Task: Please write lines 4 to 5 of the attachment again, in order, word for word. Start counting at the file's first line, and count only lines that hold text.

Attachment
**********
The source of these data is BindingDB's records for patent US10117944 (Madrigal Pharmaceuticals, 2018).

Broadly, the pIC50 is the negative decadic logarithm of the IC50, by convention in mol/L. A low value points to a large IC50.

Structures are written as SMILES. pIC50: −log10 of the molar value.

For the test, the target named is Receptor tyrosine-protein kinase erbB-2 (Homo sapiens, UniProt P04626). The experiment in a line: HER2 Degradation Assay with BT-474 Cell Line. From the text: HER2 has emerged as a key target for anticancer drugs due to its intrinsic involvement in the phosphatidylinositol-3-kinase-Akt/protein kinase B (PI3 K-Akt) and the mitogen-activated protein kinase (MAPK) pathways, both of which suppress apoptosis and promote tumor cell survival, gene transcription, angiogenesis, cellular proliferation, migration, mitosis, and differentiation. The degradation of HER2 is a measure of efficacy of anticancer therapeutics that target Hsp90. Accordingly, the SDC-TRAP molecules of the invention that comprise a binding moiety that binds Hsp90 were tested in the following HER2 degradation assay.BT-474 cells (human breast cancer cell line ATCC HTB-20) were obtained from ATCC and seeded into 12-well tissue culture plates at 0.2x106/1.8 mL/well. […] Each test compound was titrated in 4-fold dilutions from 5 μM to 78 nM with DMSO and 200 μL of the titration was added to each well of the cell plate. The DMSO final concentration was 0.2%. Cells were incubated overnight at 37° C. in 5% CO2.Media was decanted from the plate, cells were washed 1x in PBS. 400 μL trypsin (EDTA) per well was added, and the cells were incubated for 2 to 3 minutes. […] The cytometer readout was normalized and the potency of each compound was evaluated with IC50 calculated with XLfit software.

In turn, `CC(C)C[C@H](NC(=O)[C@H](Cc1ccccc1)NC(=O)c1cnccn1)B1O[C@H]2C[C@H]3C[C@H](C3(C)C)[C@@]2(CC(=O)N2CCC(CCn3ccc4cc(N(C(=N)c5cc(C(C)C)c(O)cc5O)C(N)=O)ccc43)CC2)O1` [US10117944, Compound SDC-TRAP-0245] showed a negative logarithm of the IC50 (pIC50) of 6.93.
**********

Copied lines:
For the test, the target named is Receptor tyrosine-protein kinase erbB-2 (Homo sapiens, UniProt P04626). The experiment in a line: HER2 Degradation Assay with BT-474 Cell Line. From the text: HER2 has emerged as a key target for anticancer drugs due to its intrinsic involvement in the phosphatidylinositol-3-kinase-Akt/protein kinase B (PI3 K-Akt) and the mitogen-activated protein kinase (MAPK) pathways, both of which suppress apoptosis and promote tumor cell survival, gene transcription, angiogenesis, cellular proliferation, migration, mitosis, and differentiation. The degradation of HER2 is a measure of efficacy of anticancer therapeutics that target Hsp90. Accordingly, the SDC-TRAP molecules of the invention that comprise a binding moiety that binds Hsp90 were tested in the following HER2 degradation assay.BT-474 cells (human breast cancer cell line ATCC HTB-20) were obtained from ATCC and seeded into 12-well tissue culture plates at 0.2x106/1.8 mL/well. […] Each test compound was titrated in 4-fold dilutions from 5 μM to 78 nM with DMSO and 200 μL of the titration was added to each well of the cell plate. The DMSO final concentration was 0.2%. Cells were incubated overnight at 37° C. in 5% CO2.Media was decanted from the plate, cells were washed 1x in PBS. 400 μL trypsin (EDTA) per well was added, and the cells were incubated for 2 to 3 minutes. […] The cytometer readout was normalized and the potency of each compound was evaluated with IC50 calculated with XLfit software.

In turn, `CC(C)C[C@H](NC(=O)[C@H](Cc1ccccc1)NC(=O)c1cnccn1)B1O[C@H]2C[C@H]3C[C@H](C3(C)C)[C@@]2(CC(=O)N2CCC(CCn3ccc4cc(N(C(=N)c5cc(C(C)C)c(O)cc5O)C(N)=O)ccc43)CC2)O1` [US10117944, Compound SDC-TRAP-0245] showed a negative logarithm of the IC50 (pIC50) of 6.93.